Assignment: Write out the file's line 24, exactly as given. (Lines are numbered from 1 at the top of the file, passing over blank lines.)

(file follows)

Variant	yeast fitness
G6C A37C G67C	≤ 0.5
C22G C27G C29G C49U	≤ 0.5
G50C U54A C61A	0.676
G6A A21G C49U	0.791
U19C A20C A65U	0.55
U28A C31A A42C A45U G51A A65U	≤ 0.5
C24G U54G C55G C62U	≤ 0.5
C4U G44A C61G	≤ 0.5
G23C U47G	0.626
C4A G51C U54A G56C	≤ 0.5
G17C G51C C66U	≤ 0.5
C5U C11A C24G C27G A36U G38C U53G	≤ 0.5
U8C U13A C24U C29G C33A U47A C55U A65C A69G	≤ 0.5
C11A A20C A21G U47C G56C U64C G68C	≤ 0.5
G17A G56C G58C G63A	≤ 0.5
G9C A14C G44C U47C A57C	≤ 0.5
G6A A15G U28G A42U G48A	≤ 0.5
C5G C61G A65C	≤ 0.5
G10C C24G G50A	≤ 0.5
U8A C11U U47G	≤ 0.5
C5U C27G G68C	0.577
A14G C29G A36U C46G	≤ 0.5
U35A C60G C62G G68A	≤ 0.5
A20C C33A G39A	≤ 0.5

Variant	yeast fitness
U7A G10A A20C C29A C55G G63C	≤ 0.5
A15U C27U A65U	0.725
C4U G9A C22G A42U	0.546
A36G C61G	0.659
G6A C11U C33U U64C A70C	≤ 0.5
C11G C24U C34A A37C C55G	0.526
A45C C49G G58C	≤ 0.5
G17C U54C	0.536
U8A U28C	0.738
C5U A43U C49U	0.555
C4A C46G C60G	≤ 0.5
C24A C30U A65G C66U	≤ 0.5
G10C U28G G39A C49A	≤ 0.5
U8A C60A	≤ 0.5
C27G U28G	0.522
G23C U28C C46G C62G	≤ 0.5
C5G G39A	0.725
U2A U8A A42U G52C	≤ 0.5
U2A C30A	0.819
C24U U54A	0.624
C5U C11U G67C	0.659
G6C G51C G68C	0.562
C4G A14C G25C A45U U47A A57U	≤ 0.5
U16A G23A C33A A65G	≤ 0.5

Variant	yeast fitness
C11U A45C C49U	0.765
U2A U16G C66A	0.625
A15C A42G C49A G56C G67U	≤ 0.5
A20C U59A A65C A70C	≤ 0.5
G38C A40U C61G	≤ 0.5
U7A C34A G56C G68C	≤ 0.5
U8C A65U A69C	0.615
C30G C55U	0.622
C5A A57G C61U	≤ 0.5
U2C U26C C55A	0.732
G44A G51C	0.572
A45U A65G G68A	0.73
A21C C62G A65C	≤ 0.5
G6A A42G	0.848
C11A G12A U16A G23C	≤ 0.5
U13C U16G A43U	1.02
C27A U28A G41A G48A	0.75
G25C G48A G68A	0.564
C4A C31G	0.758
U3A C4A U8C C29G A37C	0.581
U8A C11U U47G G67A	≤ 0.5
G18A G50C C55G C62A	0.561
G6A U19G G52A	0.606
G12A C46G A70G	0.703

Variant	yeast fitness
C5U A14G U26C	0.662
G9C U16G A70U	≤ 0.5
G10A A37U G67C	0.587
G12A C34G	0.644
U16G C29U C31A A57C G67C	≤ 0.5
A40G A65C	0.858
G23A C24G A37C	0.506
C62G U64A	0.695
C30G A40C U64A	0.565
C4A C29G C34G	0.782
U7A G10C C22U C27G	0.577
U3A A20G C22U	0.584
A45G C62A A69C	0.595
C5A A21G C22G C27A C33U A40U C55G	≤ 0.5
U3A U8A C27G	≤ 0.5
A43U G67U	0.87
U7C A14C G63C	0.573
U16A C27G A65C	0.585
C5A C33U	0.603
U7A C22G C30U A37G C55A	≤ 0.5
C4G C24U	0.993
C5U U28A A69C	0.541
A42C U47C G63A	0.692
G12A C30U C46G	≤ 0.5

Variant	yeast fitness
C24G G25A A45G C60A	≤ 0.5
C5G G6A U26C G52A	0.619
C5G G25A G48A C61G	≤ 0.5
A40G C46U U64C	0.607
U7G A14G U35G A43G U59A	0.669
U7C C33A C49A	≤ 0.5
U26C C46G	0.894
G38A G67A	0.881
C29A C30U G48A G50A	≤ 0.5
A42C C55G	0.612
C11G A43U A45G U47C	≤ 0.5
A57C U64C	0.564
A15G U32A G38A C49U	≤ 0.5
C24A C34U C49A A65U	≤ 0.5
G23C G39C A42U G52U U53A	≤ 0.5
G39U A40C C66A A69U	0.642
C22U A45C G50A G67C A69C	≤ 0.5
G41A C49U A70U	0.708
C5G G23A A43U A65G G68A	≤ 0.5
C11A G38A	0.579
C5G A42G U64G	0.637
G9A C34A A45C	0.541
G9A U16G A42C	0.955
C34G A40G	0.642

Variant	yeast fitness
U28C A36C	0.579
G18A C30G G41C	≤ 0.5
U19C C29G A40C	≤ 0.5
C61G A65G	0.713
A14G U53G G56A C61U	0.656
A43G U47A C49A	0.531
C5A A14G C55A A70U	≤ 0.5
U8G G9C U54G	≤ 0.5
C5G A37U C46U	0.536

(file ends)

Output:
U35A C60G C62G G68A	≤ 0.5